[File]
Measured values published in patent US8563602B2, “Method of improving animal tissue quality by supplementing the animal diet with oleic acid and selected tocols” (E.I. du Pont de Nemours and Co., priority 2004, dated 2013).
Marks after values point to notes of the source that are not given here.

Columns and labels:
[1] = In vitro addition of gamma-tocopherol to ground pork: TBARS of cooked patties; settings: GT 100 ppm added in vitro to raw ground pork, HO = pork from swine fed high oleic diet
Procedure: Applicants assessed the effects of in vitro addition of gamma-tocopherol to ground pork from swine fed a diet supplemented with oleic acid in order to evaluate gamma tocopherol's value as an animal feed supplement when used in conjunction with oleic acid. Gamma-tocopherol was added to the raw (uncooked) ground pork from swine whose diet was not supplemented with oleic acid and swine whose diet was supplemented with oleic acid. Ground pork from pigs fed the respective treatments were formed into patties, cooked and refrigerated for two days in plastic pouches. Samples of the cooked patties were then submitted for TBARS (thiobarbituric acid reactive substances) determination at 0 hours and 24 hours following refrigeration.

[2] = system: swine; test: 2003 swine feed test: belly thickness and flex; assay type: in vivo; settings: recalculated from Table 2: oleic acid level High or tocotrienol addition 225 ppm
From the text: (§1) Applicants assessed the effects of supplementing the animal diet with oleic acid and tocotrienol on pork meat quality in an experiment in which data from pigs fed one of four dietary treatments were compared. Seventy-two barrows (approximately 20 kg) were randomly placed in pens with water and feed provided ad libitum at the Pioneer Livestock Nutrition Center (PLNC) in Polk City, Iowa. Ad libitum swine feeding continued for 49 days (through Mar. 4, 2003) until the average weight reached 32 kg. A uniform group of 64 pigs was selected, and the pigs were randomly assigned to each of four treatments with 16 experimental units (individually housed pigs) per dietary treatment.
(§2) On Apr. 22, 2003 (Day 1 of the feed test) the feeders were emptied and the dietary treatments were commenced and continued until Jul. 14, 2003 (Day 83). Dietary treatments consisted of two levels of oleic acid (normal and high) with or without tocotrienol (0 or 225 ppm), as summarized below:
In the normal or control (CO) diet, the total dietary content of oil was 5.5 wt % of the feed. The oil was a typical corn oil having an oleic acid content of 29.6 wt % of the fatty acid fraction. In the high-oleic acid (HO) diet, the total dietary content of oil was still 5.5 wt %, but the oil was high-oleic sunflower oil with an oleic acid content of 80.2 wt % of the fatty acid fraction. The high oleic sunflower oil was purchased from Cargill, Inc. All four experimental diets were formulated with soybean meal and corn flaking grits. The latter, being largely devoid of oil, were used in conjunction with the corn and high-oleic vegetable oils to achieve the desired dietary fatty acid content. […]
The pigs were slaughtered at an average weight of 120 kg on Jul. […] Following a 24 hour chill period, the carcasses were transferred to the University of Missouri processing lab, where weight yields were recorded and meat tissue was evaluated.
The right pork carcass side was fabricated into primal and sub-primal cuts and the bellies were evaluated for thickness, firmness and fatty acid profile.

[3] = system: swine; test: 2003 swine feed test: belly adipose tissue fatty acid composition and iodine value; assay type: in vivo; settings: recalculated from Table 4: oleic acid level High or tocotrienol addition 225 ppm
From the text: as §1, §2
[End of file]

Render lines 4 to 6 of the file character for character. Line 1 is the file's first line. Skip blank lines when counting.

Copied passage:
[1] = In vitro addition of gamma-tocopherol to ground pork: TBARS of cooked patties; settings: GT 100 ppm added in vitro to raw ground pork, HO = pork from swine fed high oleic diet
Procedure: Applicants assessed the effects of in vitro addition of gamma-tocopherol to ground pork from swine fed a diet supplemented with oleic acid in order to evaluate gamma tocopherol's value as an animal feed supplement when used in conjunction with oleic acid. Gamma-tocopherol was added to the raw (uncooked) ground pork from swine whose diet was not supplemented with oleic acid and swine whose diet was supplemented with oleic acid. Ground pork from pigs fed the respective treatments were formed into patties, cooked and refrigerated for two days in plastic pouches. Samples of the cooked patties were then submitted for TBARS (thiobarbituric acid reactive substances) determination at 0 hours and 24 hours following refrigeration.

[2] = system: swine; test: 2003 swine feed test: belly thickness and flex; assay type: in vivo; settings: recalculated from Table 2: oleic acid level High or tocotrienol addition 225 ppm